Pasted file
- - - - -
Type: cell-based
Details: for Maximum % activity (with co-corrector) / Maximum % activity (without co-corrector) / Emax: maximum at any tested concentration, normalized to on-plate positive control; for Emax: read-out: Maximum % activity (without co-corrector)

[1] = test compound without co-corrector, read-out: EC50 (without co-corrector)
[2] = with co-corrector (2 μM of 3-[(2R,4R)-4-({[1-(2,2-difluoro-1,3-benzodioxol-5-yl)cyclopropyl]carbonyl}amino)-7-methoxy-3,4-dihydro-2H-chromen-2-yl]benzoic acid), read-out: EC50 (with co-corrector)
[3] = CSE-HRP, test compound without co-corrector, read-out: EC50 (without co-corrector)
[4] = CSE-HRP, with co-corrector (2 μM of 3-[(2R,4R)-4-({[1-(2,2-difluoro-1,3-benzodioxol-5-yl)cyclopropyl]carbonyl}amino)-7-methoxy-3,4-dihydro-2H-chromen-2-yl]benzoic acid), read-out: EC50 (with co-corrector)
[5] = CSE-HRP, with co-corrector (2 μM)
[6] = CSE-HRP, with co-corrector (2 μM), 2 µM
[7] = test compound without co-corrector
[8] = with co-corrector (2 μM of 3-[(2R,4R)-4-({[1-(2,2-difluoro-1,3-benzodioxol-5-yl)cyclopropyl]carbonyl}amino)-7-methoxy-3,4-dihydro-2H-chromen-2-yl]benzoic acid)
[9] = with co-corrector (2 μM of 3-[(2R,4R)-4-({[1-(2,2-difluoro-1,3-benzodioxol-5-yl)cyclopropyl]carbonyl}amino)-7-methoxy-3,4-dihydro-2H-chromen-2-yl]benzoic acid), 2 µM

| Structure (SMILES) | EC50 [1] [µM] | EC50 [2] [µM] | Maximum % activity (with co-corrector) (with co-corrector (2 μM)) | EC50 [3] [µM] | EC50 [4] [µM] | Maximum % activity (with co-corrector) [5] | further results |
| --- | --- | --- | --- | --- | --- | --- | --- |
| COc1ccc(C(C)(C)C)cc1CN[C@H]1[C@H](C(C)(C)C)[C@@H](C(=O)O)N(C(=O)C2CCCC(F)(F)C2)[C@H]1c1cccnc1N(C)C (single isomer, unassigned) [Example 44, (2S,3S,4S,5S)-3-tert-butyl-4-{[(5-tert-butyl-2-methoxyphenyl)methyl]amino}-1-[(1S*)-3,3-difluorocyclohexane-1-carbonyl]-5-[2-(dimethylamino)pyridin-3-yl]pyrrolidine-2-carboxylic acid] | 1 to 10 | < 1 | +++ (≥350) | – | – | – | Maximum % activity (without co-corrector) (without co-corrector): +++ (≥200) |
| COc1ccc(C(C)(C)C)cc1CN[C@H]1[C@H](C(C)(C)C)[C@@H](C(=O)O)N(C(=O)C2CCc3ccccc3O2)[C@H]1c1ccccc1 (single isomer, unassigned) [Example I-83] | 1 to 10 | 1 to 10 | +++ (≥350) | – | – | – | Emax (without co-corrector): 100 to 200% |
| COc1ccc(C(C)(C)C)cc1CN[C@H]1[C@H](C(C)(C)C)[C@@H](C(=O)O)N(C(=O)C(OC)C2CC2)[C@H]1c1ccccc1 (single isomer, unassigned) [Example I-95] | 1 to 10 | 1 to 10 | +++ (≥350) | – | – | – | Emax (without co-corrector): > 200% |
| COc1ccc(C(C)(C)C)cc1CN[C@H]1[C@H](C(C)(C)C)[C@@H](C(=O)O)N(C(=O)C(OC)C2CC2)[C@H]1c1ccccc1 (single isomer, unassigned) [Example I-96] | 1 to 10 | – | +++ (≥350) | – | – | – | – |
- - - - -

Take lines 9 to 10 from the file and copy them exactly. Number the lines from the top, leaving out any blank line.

[7] = test compound without co-corrector
[8] = with co-corrector (2 μM of 3-[(2R,4R)-4-({[1-(2,2-difluoro-1,3-benzodioxol-5-yl)cyclopropyl]carbonyl}amino)-7-methoxy-3,4-dihydro-2H-chromen-2-yl]benzoic acid)